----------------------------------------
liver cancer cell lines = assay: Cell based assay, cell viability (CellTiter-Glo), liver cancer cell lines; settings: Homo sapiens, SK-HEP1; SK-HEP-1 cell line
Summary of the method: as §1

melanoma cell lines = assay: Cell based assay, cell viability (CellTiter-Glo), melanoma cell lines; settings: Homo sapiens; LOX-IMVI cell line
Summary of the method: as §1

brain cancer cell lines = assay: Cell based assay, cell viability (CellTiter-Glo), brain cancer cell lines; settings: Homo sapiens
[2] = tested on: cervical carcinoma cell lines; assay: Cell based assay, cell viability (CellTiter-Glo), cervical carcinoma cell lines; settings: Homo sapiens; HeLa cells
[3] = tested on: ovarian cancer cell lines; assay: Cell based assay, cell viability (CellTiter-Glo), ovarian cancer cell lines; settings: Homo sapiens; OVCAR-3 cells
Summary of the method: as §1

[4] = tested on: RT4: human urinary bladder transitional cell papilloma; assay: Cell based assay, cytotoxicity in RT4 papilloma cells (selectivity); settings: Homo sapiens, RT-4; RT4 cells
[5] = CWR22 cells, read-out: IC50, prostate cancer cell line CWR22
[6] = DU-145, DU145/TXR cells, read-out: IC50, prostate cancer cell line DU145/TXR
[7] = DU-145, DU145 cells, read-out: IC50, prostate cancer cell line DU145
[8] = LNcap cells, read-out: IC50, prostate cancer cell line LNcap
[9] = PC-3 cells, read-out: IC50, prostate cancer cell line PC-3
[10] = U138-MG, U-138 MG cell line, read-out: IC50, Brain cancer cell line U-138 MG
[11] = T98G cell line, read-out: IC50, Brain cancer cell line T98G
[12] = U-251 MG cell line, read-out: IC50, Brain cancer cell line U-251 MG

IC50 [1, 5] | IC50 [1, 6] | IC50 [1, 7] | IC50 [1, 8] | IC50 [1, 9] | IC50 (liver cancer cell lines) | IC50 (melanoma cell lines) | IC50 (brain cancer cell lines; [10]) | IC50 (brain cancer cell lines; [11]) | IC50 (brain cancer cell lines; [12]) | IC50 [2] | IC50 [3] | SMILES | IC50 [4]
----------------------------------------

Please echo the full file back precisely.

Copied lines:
liver cancer cell lines = assay: Cell based assay, cell viability (CellTiter-Glo), liver cancer cell lines; settings: Homo sapiens, SK-HEP1; SK-HEP-1 cell line
Summary of the method: as §1

melanoma cell lines = assay: Cell based assay, cell viability (CellTiter-Glo), melanoma cell lines; settings: Homo sapiens; LOX-IMVI cell line
Summary of the method: as §1

brain cancer cell lines = assay: Cell based assay, cell viability (CellTiter-Glo), brain cancer cell lines; settings: Homo sapiens
[2] = tested on: cervical carcinoma cell lines; assay: Cell based assay, cell viability (CellTiter-Glo), cervical carcinoma cell lines; settings: Homo sapiens; HeLa cells
[3] = tested on: ovarian cancer cell lines; assay: Cell based assay, cell viability (CellTiter-Glo), ovarian cancer cell lines; settings: Homo sapiens; OVCAR-3 cells
Summary of the method: as §1

[4] = tested on: RT4: human urinary bladder transitional cell papilloma; assay: Cell based assay, cytotoxicity in RT4 papilloma cells (selectivity); settings: Homo sapiens, RT-4; RT4 cells
[5] = CWR22 cells, read-out: IC50, prostate cancer cell line CWR22
[6] = DU-145, DU145/TXR cells, read-out: IC50, prostate cancer cell line DU145/TXR
[7] = DU-145, DU145 cells, read-out: IC50, prostate cancer cell line DU145
[8] = LNcap cells, read-out: IC50, prostate cancer cell line LNcap
[9] = PC-3 cells, read-out: IC50, prostate cancer cell line PC-3
[10] = U138-MG, U-138 MG cell line, read-out: IC50, Brain cancer cell line U-138 MG
[11] = T98G cell line, read-out: IC50, Brain cancer cell line T98G
[12] = U-251 MG cell line, read-out: IC50, Brain cancer cell line U-251 MG

IC50 [1, 5] | IC50 [1, 6] | IC50 [1, 7] | IC50 [1, 8] | IC50 [1, 9] | IC50 (liver cancer cell lines) | IC50 (melanoma cell lines) | IC50 (brain cancer cell lines; [10]) | IC50 (brain cancer cell lines; [11]) | IC50 (brain cancer cell lines; [12]) | IC50 [2] | IC50 [3] | SMILES | IC50 [4]